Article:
FORTUNE, N.L. — Kimberlee Boland is over two years into her recovery from addiction, and the fact that she can now access help closer to home is aiding her in that process.
The Fortune woman says a monthly addictions clinic being held in Marystown will give individuals on the Burin Peninsula trying to overcome addictions better access to treatment such as the methadone program.
In December, Dr. Todd Young — who operates the Main Street Medical Clinic in Springdale — started flying into Marystown, Clarenville and St. John’s to offer face-to-face treatment for persons with opioid addictions.
“Having it closer makes a world of difference,” said Boland. “There is a few people (in the program) that work, that go to school, that can’t afford to take a lot of time off to go for their appointment.”
Boland said before becoming a patient of Young, she would travel eight hours to and from St. John’s once a month to see her previous doctor.
Even before the local clinics were offered locally, Boland would have meetings with Young through telemedicine.
The first clinic in Marystown was held on Wednesday, Jan. 9.
“When I was there that morning I seen at least 25 people come and go,” Boland observed. “That was in a span of an hour and a half.”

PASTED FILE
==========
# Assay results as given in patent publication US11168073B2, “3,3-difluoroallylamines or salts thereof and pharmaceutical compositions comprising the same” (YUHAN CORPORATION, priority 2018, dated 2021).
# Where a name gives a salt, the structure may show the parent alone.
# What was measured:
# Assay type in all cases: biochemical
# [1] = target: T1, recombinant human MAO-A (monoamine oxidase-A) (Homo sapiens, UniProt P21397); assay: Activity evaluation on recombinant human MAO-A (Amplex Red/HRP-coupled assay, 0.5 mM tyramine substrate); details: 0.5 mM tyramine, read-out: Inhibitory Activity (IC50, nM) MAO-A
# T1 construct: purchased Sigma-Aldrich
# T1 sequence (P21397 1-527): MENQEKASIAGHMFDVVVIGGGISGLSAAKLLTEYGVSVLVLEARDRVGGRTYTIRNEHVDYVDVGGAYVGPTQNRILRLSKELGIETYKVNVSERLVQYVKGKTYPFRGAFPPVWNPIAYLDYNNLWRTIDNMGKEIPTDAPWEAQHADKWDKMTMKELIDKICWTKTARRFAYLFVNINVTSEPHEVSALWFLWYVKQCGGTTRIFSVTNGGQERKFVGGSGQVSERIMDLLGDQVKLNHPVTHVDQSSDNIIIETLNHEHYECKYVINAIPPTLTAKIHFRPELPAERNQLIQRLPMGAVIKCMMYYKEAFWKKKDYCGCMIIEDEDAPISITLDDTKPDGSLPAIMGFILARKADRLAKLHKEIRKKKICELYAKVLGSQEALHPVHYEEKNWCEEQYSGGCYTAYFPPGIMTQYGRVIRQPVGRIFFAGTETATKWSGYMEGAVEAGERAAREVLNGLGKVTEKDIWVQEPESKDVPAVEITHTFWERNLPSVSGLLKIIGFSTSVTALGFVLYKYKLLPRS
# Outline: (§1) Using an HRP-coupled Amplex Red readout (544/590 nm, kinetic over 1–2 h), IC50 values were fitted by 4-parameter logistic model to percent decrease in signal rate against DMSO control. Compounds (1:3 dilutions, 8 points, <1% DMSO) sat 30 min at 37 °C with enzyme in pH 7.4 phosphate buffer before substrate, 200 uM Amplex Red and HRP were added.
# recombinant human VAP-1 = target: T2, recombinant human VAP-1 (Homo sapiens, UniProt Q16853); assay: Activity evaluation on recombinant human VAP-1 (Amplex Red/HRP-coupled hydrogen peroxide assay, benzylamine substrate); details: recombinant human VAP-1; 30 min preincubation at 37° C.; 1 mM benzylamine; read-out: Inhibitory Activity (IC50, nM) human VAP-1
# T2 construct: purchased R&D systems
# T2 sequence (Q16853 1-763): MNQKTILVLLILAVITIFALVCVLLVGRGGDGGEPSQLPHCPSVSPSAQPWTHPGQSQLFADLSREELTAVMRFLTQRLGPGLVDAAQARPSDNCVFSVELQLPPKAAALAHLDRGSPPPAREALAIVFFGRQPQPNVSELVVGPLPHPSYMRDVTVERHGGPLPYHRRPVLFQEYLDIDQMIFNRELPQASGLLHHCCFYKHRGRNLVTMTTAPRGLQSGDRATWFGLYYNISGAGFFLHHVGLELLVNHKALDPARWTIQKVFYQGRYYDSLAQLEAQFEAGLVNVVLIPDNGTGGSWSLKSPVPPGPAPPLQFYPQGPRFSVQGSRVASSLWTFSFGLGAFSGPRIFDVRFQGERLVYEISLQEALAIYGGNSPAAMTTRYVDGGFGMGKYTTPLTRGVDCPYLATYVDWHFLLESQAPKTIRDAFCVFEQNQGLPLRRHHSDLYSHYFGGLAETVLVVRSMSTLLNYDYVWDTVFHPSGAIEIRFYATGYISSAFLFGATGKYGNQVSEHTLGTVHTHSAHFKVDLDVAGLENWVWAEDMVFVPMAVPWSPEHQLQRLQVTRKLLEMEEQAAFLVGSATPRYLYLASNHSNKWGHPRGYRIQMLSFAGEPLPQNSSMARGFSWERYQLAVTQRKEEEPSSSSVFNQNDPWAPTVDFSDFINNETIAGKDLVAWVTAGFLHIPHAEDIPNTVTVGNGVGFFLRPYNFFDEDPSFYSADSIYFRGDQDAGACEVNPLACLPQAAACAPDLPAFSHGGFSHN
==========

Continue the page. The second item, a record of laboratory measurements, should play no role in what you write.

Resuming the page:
Boland first shared her battle with addiction with The Southern Gazette in 2017. At the time of the interview she was approaching one-year drug free, an accomplishment she credited to being part of the methadone treatment program.
Her addiction had led to several run-ins with the law, a period of incarceration and having her son placed in the care of a family member.
Boland, who is now going on two-years drug free, told The Southern Gazette that a year later things are still improving for her in all aspects of her life physically, mentally and emotionally.
“Since the program, I have everything on my side again and it's a great feeling,” she explained. “I also have my confidence back. My family got the real ‘Kimberlee’ back.”
She also has her son living with her full-time again.
“Best feeling I’ve felt in a very long time,” she said of getting her son back. “Finally, after all the fighting I went through with my addiction and all I've done to become clean, I can finally say my biggest goal after getting clean was finally achieved.”
Boland noted that after 24-months she tried to wean herself off the program.
She was off the program for approximately a month when she said she started going through withdrawal.
“In my head, I knew I wasn’t ready to face life without the help of methadone,” she said. “Every addict has to be physically, mentally and emotionally ready and I wasn’t, and by the time I realized that, I had the program give up.”
“I thought it was a good thing to do, but I really was not ready for it, so I ended up going back to the program again. It seemed like that was the best step for me.”